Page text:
What if you and your friends only saw one another when someone had the time, energy and resources to throw the perfect Martha-Stewart dinner party?
Obviously, you wouldn’t see one another that often. So you’ve come up with a compromise: the potluck dinner. The benefits are many. Not only do you get to enjoy your friends’ company without the stress, but your guests get to try out that new recipe and sample a variety of dishes from other cooks.
To make differentiated learning feasible in the classroom, a similar mental shift may be needed. Differentiation is overwhelming when teachers feel they have to do everything themselves, but it becomes more manageable when students are included in the process.
Mike Anderson, author of Choosing to Learn, Learning to Choose, proposes that educators shift some of the responsibility for differentiation to the student by routinely providing learning choices.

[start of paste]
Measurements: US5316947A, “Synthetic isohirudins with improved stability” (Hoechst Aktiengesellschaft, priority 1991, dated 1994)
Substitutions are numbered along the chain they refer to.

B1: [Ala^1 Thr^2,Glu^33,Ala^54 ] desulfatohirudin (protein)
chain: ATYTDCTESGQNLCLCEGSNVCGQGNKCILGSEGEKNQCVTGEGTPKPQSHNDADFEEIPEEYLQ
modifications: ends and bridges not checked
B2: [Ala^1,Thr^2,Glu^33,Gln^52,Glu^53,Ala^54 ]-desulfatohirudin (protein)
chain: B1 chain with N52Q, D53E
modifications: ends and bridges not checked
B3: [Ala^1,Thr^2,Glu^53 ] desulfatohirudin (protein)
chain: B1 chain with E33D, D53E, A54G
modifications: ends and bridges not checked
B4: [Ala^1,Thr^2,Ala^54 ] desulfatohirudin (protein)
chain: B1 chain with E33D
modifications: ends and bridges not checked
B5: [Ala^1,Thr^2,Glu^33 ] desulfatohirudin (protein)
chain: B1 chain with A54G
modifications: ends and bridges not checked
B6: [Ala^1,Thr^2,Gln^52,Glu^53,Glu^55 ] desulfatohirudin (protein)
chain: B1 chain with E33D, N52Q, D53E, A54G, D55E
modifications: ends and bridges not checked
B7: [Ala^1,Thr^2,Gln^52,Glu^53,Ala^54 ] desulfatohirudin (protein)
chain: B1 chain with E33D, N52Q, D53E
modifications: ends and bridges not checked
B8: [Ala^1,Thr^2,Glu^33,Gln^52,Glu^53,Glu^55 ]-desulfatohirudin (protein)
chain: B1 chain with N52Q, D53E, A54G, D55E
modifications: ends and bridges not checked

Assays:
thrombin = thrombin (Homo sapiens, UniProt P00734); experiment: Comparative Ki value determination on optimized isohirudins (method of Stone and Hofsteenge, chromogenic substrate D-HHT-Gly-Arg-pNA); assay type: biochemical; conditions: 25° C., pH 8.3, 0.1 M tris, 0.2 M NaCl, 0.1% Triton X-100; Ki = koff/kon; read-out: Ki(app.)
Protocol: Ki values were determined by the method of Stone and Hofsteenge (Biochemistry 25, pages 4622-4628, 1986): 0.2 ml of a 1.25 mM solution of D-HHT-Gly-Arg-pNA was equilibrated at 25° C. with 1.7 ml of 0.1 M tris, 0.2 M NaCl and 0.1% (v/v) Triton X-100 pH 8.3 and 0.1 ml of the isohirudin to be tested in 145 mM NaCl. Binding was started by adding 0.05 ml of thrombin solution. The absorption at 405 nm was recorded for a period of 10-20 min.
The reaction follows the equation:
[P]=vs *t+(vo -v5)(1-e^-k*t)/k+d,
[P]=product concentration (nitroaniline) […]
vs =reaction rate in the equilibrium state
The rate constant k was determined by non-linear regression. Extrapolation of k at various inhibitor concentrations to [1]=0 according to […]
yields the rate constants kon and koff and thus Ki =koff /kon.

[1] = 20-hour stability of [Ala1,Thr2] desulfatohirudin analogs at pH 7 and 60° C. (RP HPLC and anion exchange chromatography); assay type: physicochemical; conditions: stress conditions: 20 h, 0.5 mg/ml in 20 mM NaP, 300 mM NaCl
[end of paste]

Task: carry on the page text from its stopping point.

In a recent webinar, Give Students the Power to ‘Self-differentiate’ with Learning Choices, Mike says that when students make their own learning choices, they are essentially self-differentiating. Many teachers already give students the choice to read the kind of book that interests them. Students need more learning choices, both to engage and impassion them and also to differentiate learning so it is appropriately challenging for them, Mike says.
When teachers take all the responsibility for differentiated learning, they can only guess at the “sweet spot” of learning, the zone of proximal development where learning is challenging without being too frustrating. When students make their own learning choices, they naturally seek out that zone.
Sharing control and responsibility with students has an added perk for teachers besides making differentiation more manageable: It makes teaching more fun, Mike says.
As you develop your strategy to differentiate instruction, consider the role that student choice might play in pulling it all together for both you and your learners.